Watch a NASA Rocket Spark Glowing Artificial Clouds Early Saturday
NASA will launch a sounding rocket to release artificial clouds along the mid-Atlantic coast June 1, so researchers below can track the motion of space particles. Here, the sounding rocket's payload has its ampule doors open during testing at Wallops Flight Facility in Virginia.
Credit: Berit Bland/NASA

Update for June 15: NASA's next attempt to launch a small sounding rocket to create glowing clouds in the night sky will occur no earlier than Saturday night (June 17). Liftoff from NASA's Wallops Flight Facility from Wallops Island, Virginia is scheduled for some time between 9:05 p.m. EDT and 9:20 p.m. EDT (0105-0120 GMT). 

If you're along the mid-Atlantic coast very early Thursday morning (June 1), look up! A NASA sounding rocket will release luminescent blue-green and red vapor into the sky. Weather permitting, the artificial clouds will be visible from New York to North Carolina and west as far as Charlottesville, Virginia.

The sounding rocket is set to launch between 4:27 and 4:42 a.m. EDT (0827-0842 GMT) from Wallops Flight Facility in Virginia, and will release the glowing artificial clouds so researchers below can track the motion of particles in Earth's upper atmosphere and ionosphere. You can watch the launch live here on Space.com, courtesy of NASA Wallops. You can also watch the launch directly from the Wallops Flight Facility here. (NASA officials stressed that the launch is very weather dependent, as clear skies are needed to observe the artificial clouds from the ground.)

This NASA map shows the visibility region for the planned June 1, 2017, launch of a sounding rocket from NASA's Wallops Flight Facility on Wallops Island, Virginia.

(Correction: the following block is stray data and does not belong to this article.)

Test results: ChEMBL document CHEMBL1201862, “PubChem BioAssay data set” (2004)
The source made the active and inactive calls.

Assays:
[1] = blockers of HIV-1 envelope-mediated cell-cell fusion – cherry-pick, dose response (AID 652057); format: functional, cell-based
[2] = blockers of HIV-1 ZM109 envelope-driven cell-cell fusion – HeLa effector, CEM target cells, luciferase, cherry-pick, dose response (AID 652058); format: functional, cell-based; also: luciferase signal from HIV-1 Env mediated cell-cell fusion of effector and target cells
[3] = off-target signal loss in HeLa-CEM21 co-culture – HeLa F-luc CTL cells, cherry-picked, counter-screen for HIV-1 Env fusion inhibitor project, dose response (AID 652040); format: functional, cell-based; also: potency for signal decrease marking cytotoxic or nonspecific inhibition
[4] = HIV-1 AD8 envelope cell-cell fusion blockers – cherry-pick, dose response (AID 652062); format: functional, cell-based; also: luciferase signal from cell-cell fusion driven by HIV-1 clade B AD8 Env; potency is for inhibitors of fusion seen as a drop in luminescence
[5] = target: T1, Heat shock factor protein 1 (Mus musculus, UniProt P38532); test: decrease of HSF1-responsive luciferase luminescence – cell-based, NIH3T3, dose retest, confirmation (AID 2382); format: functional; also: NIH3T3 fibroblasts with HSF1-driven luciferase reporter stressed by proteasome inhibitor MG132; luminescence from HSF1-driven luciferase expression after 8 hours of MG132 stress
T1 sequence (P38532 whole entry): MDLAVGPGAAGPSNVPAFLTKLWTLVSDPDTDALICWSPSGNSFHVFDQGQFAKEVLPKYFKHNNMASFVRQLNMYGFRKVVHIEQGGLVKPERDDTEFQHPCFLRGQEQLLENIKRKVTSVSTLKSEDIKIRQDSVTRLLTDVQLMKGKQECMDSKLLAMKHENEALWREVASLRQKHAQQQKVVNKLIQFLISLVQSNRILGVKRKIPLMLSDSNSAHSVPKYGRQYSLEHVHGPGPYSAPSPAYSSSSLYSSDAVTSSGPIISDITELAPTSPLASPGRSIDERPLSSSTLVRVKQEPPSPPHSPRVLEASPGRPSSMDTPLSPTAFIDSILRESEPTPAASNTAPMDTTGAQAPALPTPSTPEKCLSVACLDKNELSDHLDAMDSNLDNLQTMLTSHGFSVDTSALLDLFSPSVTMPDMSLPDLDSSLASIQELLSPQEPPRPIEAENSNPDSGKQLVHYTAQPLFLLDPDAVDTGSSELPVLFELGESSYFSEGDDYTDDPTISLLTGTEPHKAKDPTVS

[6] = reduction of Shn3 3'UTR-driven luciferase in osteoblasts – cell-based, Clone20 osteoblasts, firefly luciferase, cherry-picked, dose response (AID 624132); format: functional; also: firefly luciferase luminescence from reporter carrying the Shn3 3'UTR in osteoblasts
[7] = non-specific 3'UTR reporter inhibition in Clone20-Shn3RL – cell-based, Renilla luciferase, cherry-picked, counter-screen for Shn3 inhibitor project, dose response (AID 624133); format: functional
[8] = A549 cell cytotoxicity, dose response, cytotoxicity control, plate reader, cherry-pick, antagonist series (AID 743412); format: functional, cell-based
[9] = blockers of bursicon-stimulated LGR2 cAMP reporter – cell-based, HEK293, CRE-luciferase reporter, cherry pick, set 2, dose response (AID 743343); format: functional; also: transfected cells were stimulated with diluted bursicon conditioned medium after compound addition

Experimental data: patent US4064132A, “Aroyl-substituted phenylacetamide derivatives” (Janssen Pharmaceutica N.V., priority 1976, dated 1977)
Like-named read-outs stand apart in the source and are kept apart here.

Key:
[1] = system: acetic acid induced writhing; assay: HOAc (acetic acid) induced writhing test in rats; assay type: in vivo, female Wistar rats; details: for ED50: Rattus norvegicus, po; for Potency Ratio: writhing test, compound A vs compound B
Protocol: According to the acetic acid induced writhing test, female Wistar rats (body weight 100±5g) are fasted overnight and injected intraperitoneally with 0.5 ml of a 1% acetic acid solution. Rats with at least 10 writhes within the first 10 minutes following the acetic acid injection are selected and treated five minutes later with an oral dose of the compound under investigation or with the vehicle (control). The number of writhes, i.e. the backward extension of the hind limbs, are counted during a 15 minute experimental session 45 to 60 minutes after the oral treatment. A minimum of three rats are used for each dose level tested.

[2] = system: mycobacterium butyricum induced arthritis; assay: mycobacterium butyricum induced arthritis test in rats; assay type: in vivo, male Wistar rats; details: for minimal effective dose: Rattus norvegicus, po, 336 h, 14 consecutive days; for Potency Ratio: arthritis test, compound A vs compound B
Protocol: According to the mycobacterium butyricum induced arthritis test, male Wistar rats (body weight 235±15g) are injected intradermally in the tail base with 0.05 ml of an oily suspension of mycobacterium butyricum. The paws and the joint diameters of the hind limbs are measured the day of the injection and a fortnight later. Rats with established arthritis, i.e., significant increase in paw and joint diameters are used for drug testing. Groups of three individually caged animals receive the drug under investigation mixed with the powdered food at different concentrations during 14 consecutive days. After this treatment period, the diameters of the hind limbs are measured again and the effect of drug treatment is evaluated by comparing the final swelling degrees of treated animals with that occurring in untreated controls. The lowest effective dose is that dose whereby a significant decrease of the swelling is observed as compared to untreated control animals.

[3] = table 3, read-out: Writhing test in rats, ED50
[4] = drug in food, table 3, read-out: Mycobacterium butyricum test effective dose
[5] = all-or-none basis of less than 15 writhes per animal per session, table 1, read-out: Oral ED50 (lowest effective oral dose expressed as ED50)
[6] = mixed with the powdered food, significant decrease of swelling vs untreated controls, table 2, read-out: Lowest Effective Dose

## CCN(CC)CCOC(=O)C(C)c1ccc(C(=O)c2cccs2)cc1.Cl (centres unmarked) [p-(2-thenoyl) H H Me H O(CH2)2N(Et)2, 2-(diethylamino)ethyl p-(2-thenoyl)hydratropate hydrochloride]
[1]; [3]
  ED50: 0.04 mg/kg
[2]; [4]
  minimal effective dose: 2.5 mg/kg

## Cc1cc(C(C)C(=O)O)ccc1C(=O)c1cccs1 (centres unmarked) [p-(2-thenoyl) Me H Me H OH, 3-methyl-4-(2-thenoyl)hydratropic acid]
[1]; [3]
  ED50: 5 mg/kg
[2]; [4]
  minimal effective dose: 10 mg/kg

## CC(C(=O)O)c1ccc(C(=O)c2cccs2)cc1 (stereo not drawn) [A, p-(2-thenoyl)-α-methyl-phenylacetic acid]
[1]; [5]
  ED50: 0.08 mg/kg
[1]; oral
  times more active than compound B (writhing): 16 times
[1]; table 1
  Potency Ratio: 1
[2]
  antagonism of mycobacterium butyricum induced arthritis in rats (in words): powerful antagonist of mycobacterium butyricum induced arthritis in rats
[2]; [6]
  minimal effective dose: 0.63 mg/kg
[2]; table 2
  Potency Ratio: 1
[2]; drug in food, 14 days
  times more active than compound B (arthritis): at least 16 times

This NASA map shows the visibility region for the planned June 1, 2017, launch of a sounding rocket from NASA's Wallops Flight Facility on Wallops Island, Virginia.
Credit: NASA

The vapor tracers will be released from points 96 to 120 miles high (154 to 193 kilometers) and will pose no hazard to people who live along the coast, NASA officials said in a statement. The tracers will glow after release as as barium, strontium and cupric-oxide interact with the atmosphere, NASA said.

The rocket will eject 10 soft-drink-size canisters between 6 and 12 miles (10 to 20 km) from the rocket's main payload, and these containers will release the vapor between 4 and 5.5 minutes after launch, officials said. The launch was rescheduled from May 29 due to weather.

Cameras will be stationed on the ground at Wallops as well as in Duck, North Carolina; although clear skies are preferred, the launch can still go on without clear conditions at both sites, NASA officials said. The canisters will be released from a two-stage Terrier-Improved Malemute sounding rocket, and the entire mission flight time is set for 8 minutes. The main payload, which deploys the canisters, will land about 90 miles (145 km) from Wallops Island in the Atlantic Ocean, and will not be recovered, officials said.

The "What's Up at Wallops" app for iOS or Android provides additional information about the launch and a compass to identify which direction to look.

Editor's note: NASA has delayed the launch until Saturday, June 3, due to cloud cover. If you capture an amazing image of the sounding rocket launch or the colorful artificial clouds that you would like to share with Space.com and its news partners for a story or photo gallery, send photos and comments in to managing editor Tariq Malik at: spacephotos@space.com.

Email Sarah Lewin at slewin@space.com or follow her @SarahExplains. Follow us @Spacedotcom, Facebook and Google+. Original article on Space.com